The New Zealand Government’s science adviser has found no evidence that residue from home methamphetamine smoking will harm future residents, paving the way for a review of clean-up rules.
Home testing and remediation have surged in recent years amid public fears that even trace levels of meth residue are a risk. Insurers have seen a jump in related claims.
The Prime Minister’s Chief Science Adviser Peter Gluckman says the risk of encountering methamphetamine on home surfaces at levels that might cause harm is “extremely low”.
Testing is not warranted in most cases and remediation to the current standard is appropriate only in former meth labs and properties where “excessive methamphetamine use” is indicated.
Housing and Urban Development Minister Phil Twyford says remediation should be proportional to established health risks.
“I expect, pending Cabinet agreement, that there will be a public consultation document on meth regulations later this year,” he said.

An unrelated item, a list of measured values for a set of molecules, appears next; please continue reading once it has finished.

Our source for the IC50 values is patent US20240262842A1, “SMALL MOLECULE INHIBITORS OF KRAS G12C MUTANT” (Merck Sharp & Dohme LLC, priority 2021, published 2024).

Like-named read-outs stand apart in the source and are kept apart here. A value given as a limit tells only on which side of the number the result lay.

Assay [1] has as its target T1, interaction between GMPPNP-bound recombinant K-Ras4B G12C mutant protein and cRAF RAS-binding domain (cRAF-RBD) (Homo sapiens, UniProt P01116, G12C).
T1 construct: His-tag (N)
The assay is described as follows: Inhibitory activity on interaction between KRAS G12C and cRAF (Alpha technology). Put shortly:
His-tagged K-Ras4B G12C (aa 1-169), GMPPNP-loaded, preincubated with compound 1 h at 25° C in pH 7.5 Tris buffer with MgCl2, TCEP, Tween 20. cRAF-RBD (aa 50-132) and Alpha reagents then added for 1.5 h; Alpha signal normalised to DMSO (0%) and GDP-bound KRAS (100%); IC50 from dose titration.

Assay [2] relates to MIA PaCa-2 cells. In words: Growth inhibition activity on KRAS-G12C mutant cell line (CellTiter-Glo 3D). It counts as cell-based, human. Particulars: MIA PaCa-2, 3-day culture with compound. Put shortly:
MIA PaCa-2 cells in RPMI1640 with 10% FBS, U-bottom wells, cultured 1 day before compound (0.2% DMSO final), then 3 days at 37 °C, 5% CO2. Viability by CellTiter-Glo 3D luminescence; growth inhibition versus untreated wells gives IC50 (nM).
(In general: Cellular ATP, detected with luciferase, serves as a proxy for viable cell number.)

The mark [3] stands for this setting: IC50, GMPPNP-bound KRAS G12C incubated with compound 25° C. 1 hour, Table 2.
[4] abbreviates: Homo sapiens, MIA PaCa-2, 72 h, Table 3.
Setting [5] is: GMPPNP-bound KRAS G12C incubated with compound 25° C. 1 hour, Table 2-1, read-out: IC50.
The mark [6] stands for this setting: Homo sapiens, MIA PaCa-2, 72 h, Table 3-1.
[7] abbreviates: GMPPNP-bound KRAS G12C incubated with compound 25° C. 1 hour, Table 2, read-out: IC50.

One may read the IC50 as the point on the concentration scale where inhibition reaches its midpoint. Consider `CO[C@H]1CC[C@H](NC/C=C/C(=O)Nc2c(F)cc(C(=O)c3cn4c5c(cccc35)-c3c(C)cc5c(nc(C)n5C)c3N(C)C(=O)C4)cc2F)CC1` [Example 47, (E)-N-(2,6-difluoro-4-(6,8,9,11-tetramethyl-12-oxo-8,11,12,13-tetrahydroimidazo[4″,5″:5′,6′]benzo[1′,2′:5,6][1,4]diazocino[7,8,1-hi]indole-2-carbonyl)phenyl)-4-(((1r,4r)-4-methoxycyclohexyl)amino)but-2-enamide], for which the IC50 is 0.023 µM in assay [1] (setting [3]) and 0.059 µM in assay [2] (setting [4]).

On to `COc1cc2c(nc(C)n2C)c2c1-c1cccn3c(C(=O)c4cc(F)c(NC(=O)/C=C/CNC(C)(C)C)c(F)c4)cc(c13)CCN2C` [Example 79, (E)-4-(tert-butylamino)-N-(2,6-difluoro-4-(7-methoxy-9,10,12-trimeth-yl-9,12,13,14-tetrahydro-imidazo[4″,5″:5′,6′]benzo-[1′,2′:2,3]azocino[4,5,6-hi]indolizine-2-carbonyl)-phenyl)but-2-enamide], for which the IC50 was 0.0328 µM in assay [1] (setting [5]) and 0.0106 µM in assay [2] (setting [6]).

New Zealand last year released a testing and remediation standard to ensure clean-ups reduce residue levels to 1.5 micrograms per 100 square centimetres.
The Gluckman report says this level is conservative and exposures below 15 micrograms are still highly unlikely to cause adverse effects.
Levels of more than 30 micrograms are indicative of manufacturing activity.
“There are no published, or robust unpublished, data relating to health risks of residing in a dwelling formerly used only for smoking methamphetamine,” the report says.
Third-hand exposure to former meth labs can cause physiological and behavioural effects, although symptoms mostly relate to other chemicals released during manufacturing.
“It is refreshing to see well-informed, objective research that shines a light on a problem that has caused confusion,” Insurance Council of New Zealand CEO Tim Grafton said.
“There has been a lot of scaremongering and uncertainty for tenants, landlords and insurers.”
IAG New Zealand says it is “taking a keen interest” in the report and will feed into a review of the remediation standard signalled by the Government.
“Our current policy coverage is in accordance with that standard,” a spokesman said. “If the standard changes as a result of the review, IAG will revise its approach at the appropriate time.”